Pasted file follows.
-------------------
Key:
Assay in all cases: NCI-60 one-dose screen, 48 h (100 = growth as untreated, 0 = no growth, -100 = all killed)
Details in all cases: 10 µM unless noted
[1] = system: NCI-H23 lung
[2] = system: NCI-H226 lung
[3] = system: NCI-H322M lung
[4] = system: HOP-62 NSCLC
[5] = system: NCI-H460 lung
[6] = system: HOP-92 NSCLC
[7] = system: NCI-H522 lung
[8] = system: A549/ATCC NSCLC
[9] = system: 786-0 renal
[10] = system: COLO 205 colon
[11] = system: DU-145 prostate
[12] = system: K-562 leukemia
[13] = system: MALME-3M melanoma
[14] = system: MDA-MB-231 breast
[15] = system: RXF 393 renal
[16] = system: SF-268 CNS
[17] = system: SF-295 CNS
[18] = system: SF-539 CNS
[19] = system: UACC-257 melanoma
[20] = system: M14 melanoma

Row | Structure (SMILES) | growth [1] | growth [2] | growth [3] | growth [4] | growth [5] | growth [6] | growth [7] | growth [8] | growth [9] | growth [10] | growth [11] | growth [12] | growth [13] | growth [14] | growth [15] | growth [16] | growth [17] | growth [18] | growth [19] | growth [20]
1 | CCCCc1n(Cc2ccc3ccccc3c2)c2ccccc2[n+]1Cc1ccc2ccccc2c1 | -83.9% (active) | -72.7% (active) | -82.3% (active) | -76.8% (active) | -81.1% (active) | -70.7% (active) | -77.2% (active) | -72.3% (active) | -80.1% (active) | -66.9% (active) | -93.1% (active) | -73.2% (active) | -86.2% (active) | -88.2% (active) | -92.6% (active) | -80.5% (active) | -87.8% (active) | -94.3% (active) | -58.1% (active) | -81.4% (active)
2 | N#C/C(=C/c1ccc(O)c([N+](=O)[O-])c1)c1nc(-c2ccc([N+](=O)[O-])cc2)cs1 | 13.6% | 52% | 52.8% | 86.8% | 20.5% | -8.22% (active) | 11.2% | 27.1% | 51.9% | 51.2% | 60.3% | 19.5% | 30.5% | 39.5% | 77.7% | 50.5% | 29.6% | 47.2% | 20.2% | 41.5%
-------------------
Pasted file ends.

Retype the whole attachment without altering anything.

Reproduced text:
Key:
Assay in all cases: NCI-60 one-dose screen, 48 h (100 = growth as untreated, 0 = no growth, -100 = all killed)
Details in all cases: 10 µM unless noted
[1] = system: NCI-H23 lung
[2] = system: NCI-H226 lung
[3] = system: NCI-H322M lung
[4] = system: HOP-62 NSCLC
[5] = system: NCI-H460 lung
[6] = system: HOP-92 NSCLC
[7] = system: NCI-H522 lung
[8] = system: A549/ATCC NSCLC
[9] = system: 786-0 renal
[10] = system: COLO 205 colon
[11] = system: DU-145 prostate
[12] = system: K-562 leukemia
[13] = system: MALME-3M melanoma
[14] = system: MDA-MB-231 breast
[15] = system: RXF 393 renal
[16] = system: SF-268 CNS
[17] = system: SF-295 CNS
[18] = system: SF-539 CNS
[19] = system: UACC-257 melanoma
[20] = system: M14 melanoma

Row | Structure (SMILES) | growth [1] | growth [2] | growth [3] | growth [4] | growth [5] | growth [6] | growth [7] | growth [8] | growth [9] | growth [10] | growth [11] | growth [12] | growth [13] | growth [14] | growth [15] | growth [16] | growth [17] | growth [18] | growth [19] | growth [20]
1 | CCCCc1n(Cc2ccc3ccccc3c2)c2ccccc2[n+]1Cc1ccc2ccccc2c1 | -83.9% (active) | -72.7% (active) | -82.3% (active) | -76.8% (active) | -81.1% (active) | -70.7% (active) | -77.2% (active) | -72.3% (active) | -80.1% (active) | -66.9% (active) | -93.1% (active) | -73.2% (active) | -86.2% (active) | -88.2% (active) | -92.6% (active) | -80.5% (active) | -87.8% (active) | -94.3% (active) | -58.1% (active) | -81.4% (active)
2 | N#C/C(=C/c1ccc(O)c([N+](=O)[O-])c1)c1nc(-c2ccc([N+](=O)[O-])cc2)cs1 | 13.6% | 52% | 52.8% | 86.8% | 20.5% | -8.22% (active) | 11.2% | 27.1% | 51.9% | 51.2% | 60.3% | 19.5% | 30.5% | 39.5% | 77.7% | 50.5% | 29.6% | 47.2% | 20.2% | 41.5%